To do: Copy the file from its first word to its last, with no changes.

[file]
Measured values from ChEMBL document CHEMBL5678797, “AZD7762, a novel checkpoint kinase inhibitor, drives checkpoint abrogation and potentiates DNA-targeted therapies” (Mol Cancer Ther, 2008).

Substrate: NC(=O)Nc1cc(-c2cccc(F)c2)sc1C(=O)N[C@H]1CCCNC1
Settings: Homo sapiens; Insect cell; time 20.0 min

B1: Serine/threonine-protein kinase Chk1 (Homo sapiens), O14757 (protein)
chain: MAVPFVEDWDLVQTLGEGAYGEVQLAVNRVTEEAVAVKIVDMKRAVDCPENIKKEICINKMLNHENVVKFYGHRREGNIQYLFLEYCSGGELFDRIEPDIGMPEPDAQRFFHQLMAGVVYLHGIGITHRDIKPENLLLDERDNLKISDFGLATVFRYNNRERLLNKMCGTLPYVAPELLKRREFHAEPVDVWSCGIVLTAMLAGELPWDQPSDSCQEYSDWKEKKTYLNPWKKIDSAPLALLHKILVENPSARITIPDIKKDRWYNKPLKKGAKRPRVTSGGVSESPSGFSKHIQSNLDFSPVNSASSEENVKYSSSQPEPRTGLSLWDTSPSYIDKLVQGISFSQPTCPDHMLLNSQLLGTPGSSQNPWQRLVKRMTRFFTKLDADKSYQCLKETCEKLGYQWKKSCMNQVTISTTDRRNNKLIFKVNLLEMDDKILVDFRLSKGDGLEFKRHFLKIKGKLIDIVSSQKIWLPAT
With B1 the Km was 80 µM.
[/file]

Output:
Measured values from ChEMBL document CHEMBL5678797, “AZD7762, a novel checkpoint kinase inhibitor, drives checkpoint abrogation and potentiates DNA-targeted therapies” (Mol Cancer Ther, 2008).

Substrate: NC(=O)Nc1cc(-c2cccc(F)c2)sc1C(=O)N[C@H]1CCCNC1
Settings: Homo sapiens; Insect cell; time 20.0 min

B1: Serine/threonine-protein kinase Chk1 (Homo sapiens), O14757 (protein)
chain: MAVPFVEDWDLVQTLGEGAYGEVQLAVNRVTEEAVAVKIVDMKRAVDCPENIKKEICINKMLNHENVVKFYGHRREGNIQYLFLEYCSGGELFDRIEPDIGMPEPDAQRFFHQLMAGVVYLHGIGITHRDIKPENLLLDERDNLKISDFGLATVFRYNNRERLLNKMCGTLPYVAPELLKRREFHAEPVDVWSCGIVLTAMLAGELPWDQPSDSCQEYSDWKEKKTYLNPWKKIDSAPLALLHKILVENPSARITIPDIKKDRWYNKPLKKGAKRPRVTSGGVSESPSGFSKHIQSNLDFSPVNSASSEENVKYSSSQPEPRTGLSLWDTSPSYIDKLVQGISFSQPTCPDHMLLNSQLLGTPGSSQNPWQRLVKRMTRFFTKLDADKSYQCLKETCEKLGYQWKKSCMNQVTISTTDRRNNKLIFKVNLLEMDDKILVDFRLSKGDGLEFKRHFLKIKGKLIDIVSSQKIWLPAT
With B1 the Km was 80 µM.